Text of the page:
According to the National Association of Home Builders, in 2009 the size of the average American home was two thousand seven hundred square feet. That means for a family of four there would be, on average, six hundred seventy-five square feet of living space per person. Based on these numbers, a single person living in just five hundred square feet (the size of several micro homes) sounds perfectly reasonable, in fact, it sounds like what many people are already accustomed to. Oh yeah, I forgot to mention the part about not being able to have a swimming pool, back yard, barbecue, tree house, tool shed, garage or anything else you would have outside of your home. Since most micro housing is being located in densely populated areas, the people that would live in them have already decided they don’t need any of these things, or have found an acceptable alternative.
However, if you look at the bigger picture it sounds like we are choosing to be packed like sardines into a can. If you take into consideration that there are nearly three million square miles of land in the contiguous United States, and let’s say half of it is either BLM, watershed or national park (that’s a heavy estimate). This leaves us with one hundred and fifty million square miles of good old-fashioned tera firma. The current population of the United States is a little over three million people. Simple math will lead us to the conclusion that there is enough physical land to put only two people on each square mile.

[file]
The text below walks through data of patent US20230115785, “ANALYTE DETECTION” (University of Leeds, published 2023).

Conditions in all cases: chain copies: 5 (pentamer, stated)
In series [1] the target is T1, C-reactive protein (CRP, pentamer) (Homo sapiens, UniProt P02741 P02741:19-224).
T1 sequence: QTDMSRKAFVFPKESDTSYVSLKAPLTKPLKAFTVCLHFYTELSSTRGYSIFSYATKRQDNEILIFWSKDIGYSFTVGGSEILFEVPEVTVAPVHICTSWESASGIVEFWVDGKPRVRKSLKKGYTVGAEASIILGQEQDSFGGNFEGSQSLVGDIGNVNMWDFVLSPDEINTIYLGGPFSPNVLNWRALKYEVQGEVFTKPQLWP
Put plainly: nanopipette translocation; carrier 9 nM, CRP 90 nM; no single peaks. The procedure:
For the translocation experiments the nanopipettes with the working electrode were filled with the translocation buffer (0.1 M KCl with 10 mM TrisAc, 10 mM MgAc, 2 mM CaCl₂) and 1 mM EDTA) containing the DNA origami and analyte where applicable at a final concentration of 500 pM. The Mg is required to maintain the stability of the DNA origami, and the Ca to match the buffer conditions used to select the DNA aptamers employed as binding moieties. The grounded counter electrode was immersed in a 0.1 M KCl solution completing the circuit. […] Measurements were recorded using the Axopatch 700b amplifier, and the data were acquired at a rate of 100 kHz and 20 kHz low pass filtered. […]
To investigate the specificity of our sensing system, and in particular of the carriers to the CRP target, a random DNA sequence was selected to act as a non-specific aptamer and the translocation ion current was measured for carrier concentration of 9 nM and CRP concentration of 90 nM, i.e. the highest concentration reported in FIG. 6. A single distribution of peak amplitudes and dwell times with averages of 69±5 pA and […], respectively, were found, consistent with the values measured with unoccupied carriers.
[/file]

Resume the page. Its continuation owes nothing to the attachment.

That’s thirteen million nine hundred thirty-nine thousand two hundred square feet each. With all of this land, why would someone intentionally choose to live in a space no more than five hundred square feet? Just so you can get an idea of the size, the five hundred square feet taken out of the center of a half square mile would be smaller (proportionately) than putting a postage stamp in the center of a football field.
If you put an acorn in a small pot it will still grow just as if you planted it in the forest, with one difference. Like a Bonsai, it will look just like its wild cousin, but it will never reach the height and depth that nature intended it to. It will be forever stunted in its tiny pot, being able to grow only as far as its environment allows let it. Will living in a micro-home have the same effect on the American spirit, stunting it to the point that we will stop reaching further and higher to better it?
The psychological aspects to living in such a small space could easily be found, just go to your local prison. A modern cell is just one hundred square feet and houses two inmates. In contrast, an NCO on a modern army base gets to share two hundred square feet with a bunk mate. Would people choose to live in these micro homes as the result of some deep seeded throwback to our caveman ancestors? Do they feel safer in a confined space from the saber tooth tiger that’s lurking around outside?
In NYC, approximately sixty thousand people applied to live in just eleven available units that are under construction on East 27th St. in Kips Bay, Manhattan. In the movie The Fifth Element, (released in 1997), the 23rd century New York City apartment that Bruce Willis’s character occupied couldn’t have been more than three hundred square feet. It had a bed that retracted into the wall, a shower that stacked on top of a full sized refrigerator and plenty of shelf space. Is that the direction we are heading, hundred story buildings packed to the gills with people?
The answer lies in a simple place, where the money is. If there is a profit to be made there will be funds available to grow the industry from eager investors looking for a percentage. Weather it takes off or not, only time will tell.
The Last Ticket